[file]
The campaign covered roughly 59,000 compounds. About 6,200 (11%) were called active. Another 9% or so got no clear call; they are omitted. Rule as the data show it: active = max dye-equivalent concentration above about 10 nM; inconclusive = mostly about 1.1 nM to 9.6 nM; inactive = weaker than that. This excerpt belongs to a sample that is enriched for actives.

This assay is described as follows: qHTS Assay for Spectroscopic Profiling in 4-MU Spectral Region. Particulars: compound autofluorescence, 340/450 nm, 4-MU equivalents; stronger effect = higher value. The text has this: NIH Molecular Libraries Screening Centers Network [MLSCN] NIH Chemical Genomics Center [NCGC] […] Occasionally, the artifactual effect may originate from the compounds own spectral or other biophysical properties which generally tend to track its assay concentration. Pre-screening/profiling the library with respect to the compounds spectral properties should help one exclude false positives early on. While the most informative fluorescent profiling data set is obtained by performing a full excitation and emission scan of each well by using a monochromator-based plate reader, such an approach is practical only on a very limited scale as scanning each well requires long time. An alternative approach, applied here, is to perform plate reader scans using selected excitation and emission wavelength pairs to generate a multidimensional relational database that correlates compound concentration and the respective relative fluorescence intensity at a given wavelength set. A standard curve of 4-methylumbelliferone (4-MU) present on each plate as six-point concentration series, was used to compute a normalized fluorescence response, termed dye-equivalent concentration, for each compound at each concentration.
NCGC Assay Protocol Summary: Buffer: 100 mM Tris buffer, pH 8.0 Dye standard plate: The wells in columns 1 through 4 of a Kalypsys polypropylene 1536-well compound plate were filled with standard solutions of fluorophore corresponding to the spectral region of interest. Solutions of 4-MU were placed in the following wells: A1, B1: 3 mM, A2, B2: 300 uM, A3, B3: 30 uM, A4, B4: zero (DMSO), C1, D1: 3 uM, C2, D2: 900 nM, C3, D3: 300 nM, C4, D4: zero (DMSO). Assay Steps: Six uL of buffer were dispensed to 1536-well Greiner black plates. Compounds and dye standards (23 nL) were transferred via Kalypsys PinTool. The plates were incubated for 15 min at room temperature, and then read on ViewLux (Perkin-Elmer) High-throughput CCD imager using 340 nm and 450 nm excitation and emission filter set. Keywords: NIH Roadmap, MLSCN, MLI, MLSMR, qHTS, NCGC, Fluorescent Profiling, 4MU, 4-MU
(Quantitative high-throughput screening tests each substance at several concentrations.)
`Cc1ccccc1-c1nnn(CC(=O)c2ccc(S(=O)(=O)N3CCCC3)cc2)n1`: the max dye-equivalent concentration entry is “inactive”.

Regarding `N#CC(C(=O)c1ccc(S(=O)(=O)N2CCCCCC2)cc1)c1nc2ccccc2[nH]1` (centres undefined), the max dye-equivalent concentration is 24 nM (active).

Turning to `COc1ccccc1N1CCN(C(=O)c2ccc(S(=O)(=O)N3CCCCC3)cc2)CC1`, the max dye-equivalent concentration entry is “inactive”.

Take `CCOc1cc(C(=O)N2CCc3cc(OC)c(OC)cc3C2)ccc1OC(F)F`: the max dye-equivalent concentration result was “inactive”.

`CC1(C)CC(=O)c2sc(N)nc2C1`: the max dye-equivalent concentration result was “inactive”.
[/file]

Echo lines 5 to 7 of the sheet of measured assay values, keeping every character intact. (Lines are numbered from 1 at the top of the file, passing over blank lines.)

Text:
`Cc1ccccc1-c1nnn(CC(=O)c2ccc(S(=O)(=O)N3CCCC3)cc2)n1`: the max dye-equivalent concentration entry is “inactive”.

Regarding `N#CC(C(=O)c1ccc(S(=O)(=O)N2CCCCCC2)cc1)c1nc2ccccc2[nH]1` (centres undefined), the max dye-equivalent concentration is 24 nM (active).

Turning to `COc1ccccc1N1CCN(C(=O)c2ccc(S(=O)(=O)N3CCCCC3)cc2)CC1`, the max dye-equivalent concentration entry is “inactive”.